CAMDEN COUNTY, Mo. — On March 31, three days before Governor Mike Parson issued his Stay-Home Missouri order, Camden County tightened their social distancing requirements further than Governor Parson's order would go. The Camden County order closed businesses offering personal services (salons, masseuses, etc), banned drinking or dining at local restaurants/bars, limited all public and private gatherings to 10 people, and limited the number of people at a dock to 10.

But on April 23, Camden County suddenly rescinded that order, and since the news broke, the cities of Osage Beach and Camdenton have been scrambling to determine their response. On April 24, the cities have provided clarity.

Osage Beach has rescinded its ordinance that had mirrored the county order. City Administrator Jeana Woods explained the city "will follow restrictions of the County and State," with "no additional restrictions."

The city of Camdenton clarified that while they had publicly declared support for the county ordinance, they had never actually passed an ordinance enforcing the county order at the city level, so there was nothing to rescind. However, they encouraged citizens to heed the state's order, which expires at the end of Sunday, May 3.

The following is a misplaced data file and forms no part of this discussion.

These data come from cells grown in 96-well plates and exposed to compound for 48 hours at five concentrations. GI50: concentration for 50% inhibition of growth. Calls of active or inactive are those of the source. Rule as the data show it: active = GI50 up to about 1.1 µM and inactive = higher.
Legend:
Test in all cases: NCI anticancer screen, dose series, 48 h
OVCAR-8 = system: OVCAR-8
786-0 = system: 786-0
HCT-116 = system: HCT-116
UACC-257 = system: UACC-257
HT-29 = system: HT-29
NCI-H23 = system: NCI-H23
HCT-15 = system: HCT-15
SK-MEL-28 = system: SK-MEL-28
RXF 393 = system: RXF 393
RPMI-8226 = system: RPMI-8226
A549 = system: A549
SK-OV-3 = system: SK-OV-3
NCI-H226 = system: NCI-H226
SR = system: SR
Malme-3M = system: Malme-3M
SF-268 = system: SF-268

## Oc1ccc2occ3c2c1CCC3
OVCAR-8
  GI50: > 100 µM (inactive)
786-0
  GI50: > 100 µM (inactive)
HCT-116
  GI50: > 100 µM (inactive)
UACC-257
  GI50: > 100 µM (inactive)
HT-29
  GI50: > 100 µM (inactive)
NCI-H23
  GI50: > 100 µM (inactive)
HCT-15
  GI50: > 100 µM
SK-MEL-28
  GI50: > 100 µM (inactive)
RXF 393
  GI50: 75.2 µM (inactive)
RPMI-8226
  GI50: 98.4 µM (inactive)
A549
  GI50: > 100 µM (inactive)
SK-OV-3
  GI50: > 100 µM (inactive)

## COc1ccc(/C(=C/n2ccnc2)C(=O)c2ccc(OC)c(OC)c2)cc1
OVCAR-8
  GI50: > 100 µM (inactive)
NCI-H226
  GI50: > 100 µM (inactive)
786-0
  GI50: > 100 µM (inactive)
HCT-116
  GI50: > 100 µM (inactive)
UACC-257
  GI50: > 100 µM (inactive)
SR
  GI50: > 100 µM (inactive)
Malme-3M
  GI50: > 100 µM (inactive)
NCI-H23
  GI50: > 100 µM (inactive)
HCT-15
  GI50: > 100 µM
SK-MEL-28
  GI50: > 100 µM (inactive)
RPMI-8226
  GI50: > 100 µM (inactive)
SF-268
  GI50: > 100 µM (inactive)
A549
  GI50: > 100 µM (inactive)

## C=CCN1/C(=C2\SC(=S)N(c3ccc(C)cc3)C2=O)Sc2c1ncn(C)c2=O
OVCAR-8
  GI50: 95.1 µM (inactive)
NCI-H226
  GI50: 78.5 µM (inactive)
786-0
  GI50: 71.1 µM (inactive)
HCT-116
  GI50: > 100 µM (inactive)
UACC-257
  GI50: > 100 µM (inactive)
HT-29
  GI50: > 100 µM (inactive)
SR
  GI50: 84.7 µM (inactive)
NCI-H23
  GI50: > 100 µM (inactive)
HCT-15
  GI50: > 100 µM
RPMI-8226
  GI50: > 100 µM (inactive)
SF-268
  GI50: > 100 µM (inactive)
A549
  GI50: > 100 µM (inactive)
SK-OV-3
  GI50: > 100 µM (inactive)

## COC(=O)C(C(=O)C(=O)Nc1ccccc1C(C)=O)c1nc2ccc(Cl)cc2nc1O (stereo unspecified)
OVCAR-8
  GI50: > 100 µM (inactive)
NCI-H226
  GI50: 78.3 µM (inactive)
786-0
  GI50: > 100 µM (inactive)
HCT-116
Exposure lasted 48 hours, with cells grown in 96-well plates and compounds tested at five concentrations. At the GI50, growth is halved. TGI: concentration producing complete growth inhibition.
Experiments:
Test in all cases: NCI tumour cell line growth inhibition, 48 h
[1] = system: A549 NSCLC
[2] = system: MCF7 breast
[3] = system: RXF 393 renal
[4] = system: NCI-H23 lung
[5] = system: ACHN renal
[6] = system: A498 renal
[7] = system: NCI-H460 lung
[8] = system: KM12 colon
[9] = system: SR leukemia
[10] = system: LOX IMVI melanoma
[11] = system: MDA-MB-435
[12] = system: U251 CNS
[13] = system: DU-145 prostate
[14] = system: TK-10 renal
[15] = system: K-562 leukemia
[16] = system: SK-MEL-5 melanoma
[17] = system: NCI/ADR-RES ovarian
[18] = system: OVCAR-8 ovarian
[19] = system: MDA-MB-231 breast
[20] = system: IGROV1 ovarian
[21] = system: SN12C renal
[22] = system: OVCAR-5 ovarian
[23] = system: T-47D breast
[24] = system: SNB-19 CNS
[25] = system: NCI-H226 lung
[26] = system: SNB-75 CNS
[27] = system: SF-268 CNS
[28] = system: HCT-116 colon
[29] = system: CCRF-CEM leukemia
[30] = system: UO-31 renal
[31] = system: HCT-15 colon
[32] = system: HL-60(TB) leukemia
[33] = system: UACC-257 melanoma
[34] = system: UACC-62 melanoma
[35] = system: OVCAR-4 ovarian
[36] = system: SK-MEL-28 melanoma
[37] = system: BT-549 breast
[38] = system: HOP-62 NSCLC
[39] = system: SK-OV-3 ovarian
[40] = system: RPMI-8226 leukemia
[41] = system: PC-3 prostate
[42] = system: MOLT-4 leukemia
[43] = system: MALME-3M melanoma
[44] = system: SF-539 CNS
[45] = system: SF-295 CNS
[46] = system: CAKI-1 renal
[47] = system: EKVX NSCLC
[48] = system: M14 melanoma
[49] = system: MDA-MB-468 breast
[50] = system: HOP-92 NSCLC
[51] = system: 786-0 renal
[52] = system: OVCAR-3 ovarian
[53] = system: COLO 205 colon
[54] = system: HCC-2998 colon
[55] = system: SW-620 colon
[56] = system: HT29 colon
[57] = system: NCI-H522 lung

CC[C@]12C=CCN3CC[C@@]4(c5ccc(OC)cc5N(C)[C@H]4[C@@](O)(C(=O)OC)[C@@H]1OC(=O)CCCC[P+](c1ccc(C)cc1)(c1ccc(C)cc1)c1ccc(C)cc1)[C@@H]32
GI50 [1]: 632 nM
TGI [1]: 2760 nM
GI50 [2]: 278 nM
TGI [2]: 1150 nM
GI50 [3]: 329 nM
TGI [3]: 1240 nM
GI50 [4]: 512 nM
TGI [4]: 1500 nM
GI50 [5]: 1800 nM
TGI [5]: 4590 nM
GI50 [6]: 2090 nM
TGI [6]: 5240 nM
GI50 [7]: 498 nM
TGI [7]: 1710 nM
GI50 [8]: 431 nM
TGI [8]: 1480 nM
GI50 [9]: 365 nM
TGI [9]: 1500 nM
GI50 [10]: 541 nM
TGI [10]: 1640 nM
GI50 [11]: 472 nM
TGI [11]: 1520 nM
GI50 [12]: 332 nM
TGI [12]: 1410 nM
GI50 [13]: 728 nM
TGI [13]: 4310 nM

The state order, however, is confusing, ambiguous, and seemingly self-contradictory, Camden County Health Administrator Bee Dampier says. The City of Camdenton spoke with Dampier, asking her interpretation of the state order (the state order came through the Missouri Department of Health and Senior Services, utilizing health emergency powers, and was echoed and backed by Governor Parson). Dampier pointed out that while the state order emphasizes no businesses are required to close, it also says all people must practice social distancing (staying 6 feet apart), which would prevent businesses like salons from being able to actually do anything.

Salons, Massages, Etc.

Gov. Parson has said salons and personal care providers can reopen on May 4 with certain restrictions. But the City of Camdenton said Dampier communicated to them that she had no issue with salons reopening now, as long as employees use personal protective equipment such as masks and gloves. Local health departments are empowered to carry out the orders of the state health department, but Camdenton city officials say their impression was the Camden County Health Department was not interested in "going after" businesses that wanted to reopen, as long as they took extra precautions.

Here are the questions (in bold) Camdenton sought clarity on, and Camden County Health Administrator Bee Dampier's responses (in italics).

1. Is the Governor’s Stay at Home order still in effect in Camden County?

County Health Department Response: Yes, the Governor's order is still in effect in Camden County.  No County or City government has the authority to rescind the Governor's order.  He specifically addressed that with Dr Williams of the State Health Dept yesterday in his press briefing.  Counties and Cities have the authority to draft orders that are MORE stringent than the Governor's order, but they cannot be LESS stringent.